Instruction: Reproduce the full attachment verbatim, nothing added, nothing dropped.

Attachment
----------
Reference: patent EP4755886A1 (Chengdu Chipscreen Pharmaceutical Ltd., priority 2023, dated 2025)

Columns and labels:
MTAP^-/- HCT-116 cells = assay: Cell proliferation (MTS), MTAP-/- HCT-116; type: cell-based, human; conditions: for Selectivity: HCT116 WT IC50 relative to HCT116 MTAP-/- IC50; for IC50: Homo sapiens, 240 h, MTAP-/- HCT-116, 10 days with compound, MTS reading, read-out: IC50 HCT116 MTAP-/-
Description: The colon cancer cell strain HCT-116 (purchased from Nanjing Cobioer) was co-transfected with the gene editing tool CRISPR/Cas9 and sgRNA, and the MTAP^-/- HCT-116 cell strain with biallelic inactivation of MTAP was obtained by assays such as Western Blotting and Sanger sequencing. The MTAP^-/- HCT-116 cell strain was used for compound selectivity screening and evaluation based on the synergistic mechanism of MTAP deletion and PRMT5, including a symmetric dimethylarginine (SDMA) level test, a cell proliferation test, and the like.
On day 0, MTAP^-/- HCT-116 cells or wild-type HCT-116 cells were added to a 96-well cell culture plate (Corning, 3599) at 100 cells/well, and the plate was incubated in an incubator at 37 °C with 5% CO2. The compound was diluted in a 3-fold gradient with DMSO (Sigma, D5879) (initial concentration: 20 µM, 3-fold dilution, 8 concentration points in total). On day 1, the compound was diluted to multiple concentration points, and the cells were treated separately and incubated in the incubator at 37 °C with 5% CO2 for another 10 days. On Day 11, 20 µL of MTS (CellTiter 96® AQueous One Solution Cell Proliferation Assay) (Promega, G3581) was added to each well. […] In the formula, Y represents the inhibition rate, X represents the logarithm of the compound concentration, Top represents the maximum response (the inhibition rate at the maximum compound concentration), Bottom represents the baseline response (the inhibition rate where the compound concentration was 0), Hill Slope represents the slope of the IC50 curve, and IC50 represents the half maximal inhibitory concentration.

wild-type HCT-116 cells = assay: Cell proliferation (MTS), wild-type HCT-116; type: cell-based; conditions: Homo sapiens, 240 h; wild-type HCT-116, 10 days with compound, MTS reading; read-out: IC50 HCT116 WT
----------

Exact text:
Reference: patent EP4755886A1 (Chengdu Chipscreen Pharmaceutical Ltd., priority 2023, dated 2025)

Columns and labels:
MTAP^-/- HCT-116 cells = assay: Cell proliferation (MTS), MTAP-/- HCT-116; type: cell-based, human; conditions: for Selectivity: HCT116 WT IC50 relative to HCT116 MTAP-/- IC50; for IC50: Homo sapiens, 240 h, MTAP-/- HCT-116, 10 days with compound, MTS reading, read-out: IC50 HCT116 MTAP-/-
Description: The colon cancer cell strain HCT-116 (purchased from Nanjing Cobioer) was co-transfected with the gene editing tool CRISPR/Cas9 and sgRNA, and the MTAP^-/- HCT-116 cell strain with biallelic inactivation of MTAP was obtained by assays such as Western Blotting and Sanger sequencing. The MTAP^-/- HCT-116 cell strain was used for compound selectivity screening and evaluation based on the synergistic mechanism of MTAP deletion and PRMT5, including a symmetric dimethylarginine (SDMA) level test, a cell proliferation test, and the like.
On day 0, MTAP^-/- HCT-116 cells or wild-type HCT-116 cells were added to a 96-well cell culture plate (Corning, 3599) at 100 cells/well, and the plate was incubated in an incubator at 37 °C with 5% CO2. The compound was diluted in a 3-fold gradient with DMSO (Sigma, D5879) (initial concentration: 20 µM, 3-fold dilution, 8 concentration points in total). On day 1, the compound was diluted to multiple concentration points, and the cells were treated separately and incubated in the incubator at 37 °C with 5% CO2 for another 10 days. On Day 11, 20 µL of MTS (CellTiter 96® AQueous One Solution Cell Proliferation Assay) (Promega, G3581) was added to each well. […] In the formula, Y represents the inhibition rate, X represents the logarithm of the compound concentration, Top represents the maximum response (the inhibition rate at the maximum compound concentration), Bottom represents the baseline response (the inhibition rate where the compound concentration was 0), Hill Slope represents the slope of the IC50 curve, and IC50 represents the half maximal inhibitory concentration.

wild-type HCT-116 cells = assay: Cell proliferation (MTS), wild-type HCT-116; type: cell-based; conditions: Homo sapiens, 240 h; wild-type HCT-116, 10 days with compound, MTS reading; read-out: IC50 HCT116 WT